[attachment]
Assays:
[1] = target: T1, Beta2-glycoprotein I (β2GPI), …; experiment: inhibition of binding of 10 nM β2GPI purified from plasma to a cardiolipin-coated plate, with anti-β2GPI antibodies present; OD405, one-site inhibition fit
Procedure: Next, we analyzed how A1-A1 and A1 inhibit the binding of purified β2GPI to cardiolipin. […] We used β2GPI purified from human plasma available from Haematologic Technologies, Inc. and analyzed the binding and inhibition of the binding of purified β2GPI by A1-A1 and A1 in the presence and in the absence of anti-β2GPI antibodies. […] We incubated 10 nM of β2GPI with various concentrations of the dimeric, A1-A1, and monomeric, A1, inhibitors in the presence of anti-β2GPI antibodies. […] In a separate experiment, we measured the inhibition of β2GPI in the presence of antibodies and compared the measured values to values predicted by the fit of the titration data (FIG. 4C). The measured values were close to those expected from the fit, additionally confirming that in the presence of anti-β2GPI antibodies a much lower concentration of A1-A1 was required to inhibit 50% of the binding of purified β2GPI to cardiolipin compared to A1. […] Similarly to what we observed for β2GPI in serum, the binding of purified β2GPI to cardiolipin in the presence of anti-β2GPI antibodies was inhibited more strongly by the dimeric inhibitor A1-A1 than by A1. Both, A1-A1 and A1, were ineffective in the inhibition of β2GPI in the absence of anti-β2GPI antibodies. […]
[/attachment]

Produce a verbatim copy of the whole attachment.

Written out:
Assays:
[1] = target: T1, Beta2-glycoprotein I (β2GPI), …; experiment: inhibition of binding of 10 nM β2GPI purified from plasma to a cardiolipin-coated plate, with anti-β2GPI antibodies present; OD405, one-site inhibition fit
Procedure: Next, we analyzed how A1-A1 and A1 inhibit the binding of purified β2GPI to cardiolipin. […] We used β2GPI purified from human plasma available from Haematologic Technologies, Inc. and analyzed the binding and inhibition of the binding of purified β2GPI by A1-A1 and A1 in the presence and in the absence of anti-β2GPI antibodies. […] We incubated 10 nM of β2GPI with various concentrations of the dimeric, A1-A1, and monomeric, A1, inhibitors in the presence of anti-β2GPI antibodies. […] In a separate experiment, we measured the inhibition of β2GPI in the presence of antibodies and compared the measured values to values predicted by the fit of the titration data (FIG. 4C). The measured values were close to those expected from the fit, additionally confirming that in the presence of anti-β2GPI antibodies a much lower concentration of A1-A1 was required to inhibit 50% of the binding of purified β2GPI to cardiolipin compared to A1. […] Similarly to what we observed for β2GPI in serum, the binding of purified β2GPI to cardiolipin in the presence of anti-β2GPI antibodies was inhibited more strongly by the dimeric inhibitor A1-A1 than by A1. Both, A1-A1 and A1, were ineffective in the inhibition of β2GPI in the absence of anti-β2GPI antibodies. […]